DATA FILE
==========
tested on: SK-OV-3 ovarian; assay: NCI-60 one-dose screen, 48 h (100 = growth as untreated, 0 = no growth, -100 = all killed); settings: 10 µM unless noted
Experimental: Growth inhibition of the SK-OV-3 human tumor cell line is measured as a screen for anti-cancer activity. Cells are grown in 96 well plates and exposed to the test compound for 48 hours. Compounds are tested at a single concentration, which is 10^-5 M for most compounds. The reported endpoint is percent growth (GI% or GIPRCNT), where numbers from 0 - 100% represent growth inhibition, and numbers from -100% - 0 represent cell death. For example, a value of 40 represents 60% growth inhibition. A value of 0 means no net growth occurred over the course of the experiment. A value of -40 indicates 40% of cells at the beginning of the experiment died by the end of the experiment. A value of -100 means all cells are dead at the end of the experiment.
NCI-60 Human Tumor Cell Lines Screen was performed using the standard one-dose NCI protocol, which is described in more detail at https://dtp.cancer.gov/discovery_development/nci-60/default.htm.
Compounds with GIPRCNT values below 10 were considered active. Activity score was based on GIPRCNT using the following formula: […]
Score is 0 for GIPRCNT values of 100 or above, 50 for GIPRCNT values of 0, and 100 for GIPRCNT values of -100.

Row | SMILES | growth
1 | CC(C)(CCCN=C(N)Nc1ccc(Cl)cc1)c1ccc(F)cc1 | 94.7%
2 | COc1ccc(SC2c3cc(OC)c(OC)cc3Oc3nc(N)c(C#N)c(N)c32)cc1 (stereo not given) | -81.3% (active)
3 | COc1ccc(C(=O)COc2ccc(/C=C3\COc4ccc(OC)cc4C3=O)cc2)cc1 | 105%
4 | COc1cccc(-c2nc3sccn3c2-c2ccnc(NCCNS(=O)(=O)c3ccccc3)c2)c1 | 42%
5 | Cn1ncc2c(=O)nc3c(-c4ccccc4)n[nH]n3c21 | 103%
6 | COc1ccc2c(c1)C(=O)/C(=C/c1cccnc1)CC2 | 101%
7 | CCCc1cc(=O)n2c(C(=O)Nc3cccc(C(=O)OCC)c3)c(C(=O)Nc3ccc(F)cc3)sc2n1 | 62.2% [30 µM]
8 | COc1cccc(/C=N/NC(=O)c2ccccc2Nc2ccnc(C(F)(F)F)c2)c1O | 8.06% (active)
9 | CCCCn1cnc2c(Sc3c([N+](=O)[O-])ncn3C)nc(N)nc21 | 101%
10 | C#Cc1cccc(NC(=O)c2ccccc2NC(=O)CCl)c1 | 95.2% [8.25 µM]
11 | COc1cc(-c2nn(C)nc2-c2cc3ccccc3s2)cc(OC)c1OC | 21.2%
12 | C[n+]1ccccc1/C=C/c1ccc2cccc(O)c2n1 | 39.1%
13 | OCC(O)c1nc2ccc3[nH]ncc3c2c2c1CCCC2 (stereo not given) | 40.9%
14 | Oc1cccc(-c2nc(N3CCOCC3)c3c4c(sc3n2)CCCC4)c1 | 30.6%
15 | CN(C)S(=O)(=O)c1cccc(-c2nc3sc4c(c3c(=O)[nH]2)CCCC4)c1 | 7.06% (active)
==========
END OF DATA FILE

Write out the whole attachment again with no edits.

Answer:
tested on: SK-OV-3 ovarian; assay: NCI-60 one-dose screen, 48 h (100 = growth as untreated, 0 = no growth, -100 = all killed); settings: 10 µM unless noted
Experimental: Growth inhibition of the SK-OV-3 human tumor cell line is measured as a screen for anti-cancer activity. Cells are grown in 96 well plates and exposed to the test compound for 48 hours. Compounds are tested at a single concentration, which is 10^-5 M for most compounds. The reported endpoint is percent growth (GI% or GIPRCNT), where numbers from 0 - 100% represent growth inhibition, and numbers from -100% - 0 represent cell death. For example, a value of 40 represents 60% growth inhibition. A value of 0 means no net growth occurred over the course of the experiment. A value of -40 indicates 40% of cells at the beginning of the experiment died by the end of the experiment. A value of -100 means all cells are dead at the end of the experiment.
NCI-60 Human Tumor Cell Lines Screen was performed using the standard one-dose NCI protocol, which is described in more detail at https://dtp.cancer.gov/discovery_development/nci-60/default.htm.
Compounds with GIPRCNT values below 10 were considered active. Activity score was based on GIPRCNT using the following formula: […]
Score is 0 for GIPRCNT values of 100 or above, 50 for GIPRCNT values of 0, and 100 for GIPRCNT values of -100.

Row | SMILES | growth
1 | CC(C)(CCCN=C(N)Nc1ccc(Cl)cc1)c1ccc(F)cc1 | 94.7%
2 | COc1ccc(SC2c3cc(OC)c(OC)cc3Oc3nc(N)c(C#N)c(N)c32)cc1 (stereo not given) | -81.3% (active)
3 | COc1ccc(C(=O)COc2ccc(/C=C3\COc4ccc(OC)cc4C3=O)cc2)cc1 | 105%
4 | COc1cccc(-c2nc3sccn3c2-c2ccnc(NCCNS(=O)(=O)c3ccccc3)c2)c1 | 42%
5 | Cn1ncc2c(=O)nc3c(-c4ccccc4)n[nH]n3c21 | 103%
6 | COc1ccc2c(c1)C(=O)/C(=C/c1cccnc1)CC2 | 101%
7 | CCCc1cc(=O)n2c(C(=O)Nc3cccc(C(=O)OCC)c3)c(C(=O)Nc3ccc(F)cc3)sc2n1 | 62.2% [30 µM]
8 | COc1cccc(/C=N/NC(=O)c2ccccc2Nc2ccnc(C(F)(F)F)c2)c1O | 8.06% (active)
9 | CCCCn1cnc2c(Sc3c([N+](=O)[O-])ncn3C)nc(N)nc21 | 101%
10 | C#Cc1cccc(NC(=O)c2ccccc2NC(=O)CCl)c1 | 95.2% [8.25 µM]
11 | COc1cc(-c2nn(C)nc2-c2cc3ccccc3s2)cc(OC)c1OC | 21.2%
12 | C[n+]1ccccc1/C=C/c1ccc2cccc(O)c2n1 | 39.1%
13 | OCC(O)c1nc2ccc3[nH]ncc3c2c2c1CCCC2 (stereo not given) | 40.9%
14 | Oc1cccc(-c2nc(N3CCOCC3)c3c4c(sc3n2)CCCC4)c1 | 30.6%
15 | CN(C)S(=O)(=O)c1cccc(-c2nc3sc4c(c3c(=O)[nH]2)CCCC4)c1 | 7.06% (active)